Hello everyone.

We all know that the strict monotonicity(non-decreasing/non-increasing) of a function is a sufficient enough condition for it to have an inverse function.

Mathematically,

If \(f(x)\) is strictly monotonic,

then,

\(y=f(x)\) has an inverse function such that,

\(x=f^{-1}(y)\)

Where, \(f^{-1}\) is the inverse of \(f\).

I started writing down the various functions whose inverse existed and proceeded to plot them on the same graph and invariably I found that the function and it's inverse were symmetric about \(y=x\).

Is this true for all functions whose inverse exists? Or just a few? If only few such functions exist, please tell me how to define such a class of functions.If all functions whose inverse exists show this property, then please post a proof for this, as I was unable find a valid proof with my current limited knowledge of math. You are free to use any mathematical analysis to prove it(just make it easy for me to understand).

*I have placed this note into calculus assuming that calculus is required to prove this property. If you feel that it has to be placed under some other topic please let me know.*

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## Comments

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TopNewestYou probably don't need calculus.

Suppose you have a invertible function \( f \). You don't know it's inverse, but you do know that \( f(a) = b \) for some \( a \) and \( b \), i.e., the point \( (a,b) \) lies on \( f \)'s graph. Given this information, what point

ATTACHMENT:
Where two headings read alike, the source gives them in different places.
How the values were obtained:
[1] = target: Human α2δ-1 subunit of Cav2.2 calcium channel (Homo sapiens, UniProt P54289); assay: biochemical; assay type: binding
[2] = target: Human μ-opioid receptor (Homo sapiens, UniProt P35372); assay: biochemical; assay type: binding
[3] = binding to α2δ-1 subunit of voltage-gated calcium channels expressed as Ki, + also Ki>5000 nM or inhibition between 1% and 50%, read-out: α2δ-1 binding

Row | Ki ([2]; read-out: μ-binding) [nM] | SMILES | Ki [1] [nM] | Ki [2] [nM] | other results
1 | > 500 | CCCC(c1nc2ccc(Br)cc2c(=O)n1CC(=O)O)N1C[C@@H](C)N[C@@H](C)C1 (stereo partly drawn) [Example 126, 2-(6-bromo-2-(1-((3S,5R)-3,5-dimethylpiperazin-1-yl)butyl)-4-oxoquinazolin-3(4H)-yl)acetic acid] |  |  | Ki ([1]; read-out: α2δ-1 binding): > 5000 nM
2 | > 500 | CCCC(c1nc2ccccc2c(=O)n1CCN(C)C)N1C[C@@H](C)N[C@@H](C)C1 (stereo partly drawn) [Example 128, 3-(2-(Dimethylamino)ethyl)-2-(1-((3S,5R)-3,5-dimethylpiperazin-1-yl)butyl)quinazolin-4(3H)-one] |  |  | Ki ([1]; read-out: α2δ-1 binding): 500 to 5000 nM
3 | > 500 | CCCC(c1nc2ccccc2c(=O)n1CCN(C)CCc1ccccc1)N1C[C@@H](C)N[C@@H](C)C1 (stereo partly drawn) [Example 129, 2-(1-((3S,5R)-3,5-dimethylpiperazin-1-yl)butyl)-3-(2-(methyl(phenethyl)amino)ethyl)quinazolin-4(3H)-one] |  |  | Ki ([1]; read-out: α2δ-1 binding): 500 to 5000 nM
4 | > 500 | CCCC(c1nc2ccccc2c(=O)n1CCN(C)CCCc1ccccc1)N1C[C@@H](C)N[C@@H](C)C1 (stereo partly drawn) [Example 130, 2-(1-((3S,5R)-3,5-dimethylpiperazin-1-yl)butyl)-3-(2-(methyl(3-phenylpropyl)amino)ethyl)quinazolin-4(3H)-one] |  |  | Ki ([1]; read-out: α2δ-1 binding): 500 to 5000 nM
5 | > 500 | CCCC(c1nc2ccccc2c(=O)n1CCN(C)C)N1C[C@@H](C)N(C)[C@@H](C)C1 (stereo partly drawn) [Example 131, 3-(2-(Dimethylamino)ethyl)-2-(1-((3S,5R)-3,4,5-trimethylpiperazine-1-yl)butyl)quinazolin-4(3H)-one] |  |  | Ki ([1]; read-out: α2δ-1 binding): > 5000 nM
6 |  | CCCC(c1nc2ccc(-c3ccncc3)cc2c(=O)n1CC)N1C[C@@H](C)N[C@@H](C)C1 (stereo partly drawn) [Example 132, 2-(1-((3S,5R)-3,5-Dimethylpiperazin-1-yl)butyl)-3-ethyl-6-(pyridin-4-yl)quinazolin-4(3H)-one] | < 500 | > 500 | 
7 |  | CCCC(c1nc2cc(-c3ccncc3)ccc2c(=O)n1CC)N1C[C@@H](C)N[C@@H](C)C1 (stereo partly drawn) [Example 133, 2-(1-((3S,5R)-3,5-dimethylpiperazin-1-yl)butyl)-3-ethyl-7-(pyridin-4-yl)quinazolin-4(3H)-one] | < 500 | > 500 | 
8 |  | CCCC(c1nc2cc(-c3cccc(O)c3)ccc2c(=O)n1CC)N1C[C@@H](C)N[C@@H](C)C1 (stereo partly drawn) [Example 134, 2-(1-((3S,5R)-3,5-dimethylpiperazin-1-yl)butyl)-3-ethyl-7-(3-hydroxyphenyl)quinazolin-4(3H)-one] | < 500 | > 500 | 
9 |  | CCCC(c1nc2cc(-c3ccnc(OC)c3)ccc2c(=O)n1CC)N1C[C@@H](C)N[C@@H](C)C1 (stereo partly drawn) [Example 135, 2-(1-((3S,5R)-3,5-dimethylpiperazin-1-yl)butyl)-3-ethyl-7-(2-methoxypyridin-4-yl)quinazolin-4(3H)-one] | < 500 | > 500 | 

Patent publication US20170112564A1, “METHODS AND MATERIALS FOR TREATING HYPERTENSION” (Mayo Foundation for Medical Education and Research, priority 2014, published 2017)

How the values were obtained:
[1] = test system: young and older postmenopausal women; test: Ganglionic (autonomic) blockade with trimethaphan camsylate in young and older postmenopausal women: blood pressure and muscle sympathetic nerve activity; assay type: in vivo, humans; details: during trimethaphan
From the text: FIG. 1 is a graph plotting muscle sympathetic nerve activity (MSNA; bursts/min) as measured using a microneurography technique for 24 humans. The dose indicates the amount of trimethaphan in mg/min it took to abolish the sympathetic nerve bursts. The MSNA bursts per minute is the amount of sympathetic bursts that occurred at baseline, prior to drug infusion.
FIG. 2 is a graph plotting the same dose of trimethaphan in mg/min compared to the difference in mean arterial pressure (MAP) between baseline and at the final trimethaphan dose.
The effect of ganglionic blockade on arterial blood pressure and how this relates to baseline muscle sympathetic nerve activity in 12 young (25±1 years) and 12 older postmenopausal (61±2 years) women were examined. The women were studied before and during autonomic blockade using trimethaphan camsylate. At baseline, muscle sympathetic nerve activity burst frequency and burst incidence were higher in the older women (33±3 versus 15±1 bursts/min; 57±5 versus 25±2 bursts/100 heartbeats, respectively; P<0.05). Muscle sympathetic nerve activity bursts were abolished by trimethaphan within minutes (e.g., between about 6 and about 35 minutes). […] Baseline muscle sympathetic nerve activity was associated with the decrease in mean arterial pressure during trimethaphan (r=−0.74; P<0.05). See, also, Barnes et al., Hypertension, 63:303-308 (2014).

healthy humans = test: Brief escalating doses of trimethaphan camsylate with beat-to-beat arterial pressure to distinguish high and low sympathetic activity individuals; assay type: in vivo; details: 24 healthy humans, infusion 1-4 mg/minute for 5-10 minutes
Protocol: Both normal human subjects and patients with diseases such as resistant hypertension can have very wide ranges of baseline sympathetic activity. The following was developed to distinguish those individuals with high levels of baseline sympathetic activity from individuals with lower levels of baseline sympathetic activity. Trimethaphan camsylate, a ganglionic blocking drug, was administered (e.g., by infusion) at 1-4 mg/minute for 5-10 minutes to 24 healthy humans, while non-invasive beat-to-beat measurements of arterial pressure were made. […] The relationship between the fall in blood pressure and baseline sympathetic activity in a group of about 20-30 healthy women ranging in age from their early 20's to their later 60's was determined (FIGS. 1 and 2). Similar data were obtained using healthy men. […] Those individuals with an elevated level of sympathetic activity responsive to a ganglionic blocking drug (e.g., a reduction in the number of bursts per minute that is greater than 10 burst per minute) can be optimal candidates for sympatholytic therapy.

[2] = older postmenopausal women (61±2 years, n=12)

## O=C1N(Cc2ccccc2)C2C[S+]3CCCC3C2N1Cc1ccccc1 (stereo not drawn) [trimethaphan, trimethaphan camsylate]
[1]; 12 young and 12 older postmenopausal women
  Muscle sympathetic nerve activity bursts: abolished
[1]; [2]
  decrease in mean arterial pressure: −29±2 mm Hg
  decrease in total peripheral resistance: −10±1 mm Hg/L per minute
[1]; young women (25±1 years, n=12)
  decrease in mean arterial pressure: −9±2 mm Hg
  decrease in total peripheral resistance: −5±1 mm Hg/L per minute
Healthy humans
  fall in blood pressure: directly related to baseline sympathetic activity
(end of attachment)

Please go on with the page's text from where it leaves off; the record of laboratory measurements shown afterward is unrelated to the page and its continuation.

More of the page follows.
mustexist on the inverse function's graph?Mathematically, what does it mean for two curves to be symmetric about a line? If like the first question, you are given a function but only know that \( (a,b) \) lies on it's graph, what point

mustexist on the curve which is symmetric to it about the \( x = y \) line.Log in to reply

The function \( (1,3), (2,1), (3,2) \) has an inverse and isn't monotonic.

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I'm sorry I'm confused. I am unable get the analytical expression for the function you have just mentioned. And I rely completely in the expression to find the inverse. Please help me, Sir.

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The inverse function is

\( f^{-1} = (1,2), (2,3), (3,1) \).

You never had the requirement that the domain of the function was a (continuous) interval.

Strict monotonicity is a sufficient, but not necessary, condition for an inverse to exist. The proof requires no Calculus at all, and it's just basic algebra.

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Also I said that it is a sufficient condition for inverse to exist. Not that it is the only condition. I feel this is a fair argument. Please correct me if I'm wrong, sir

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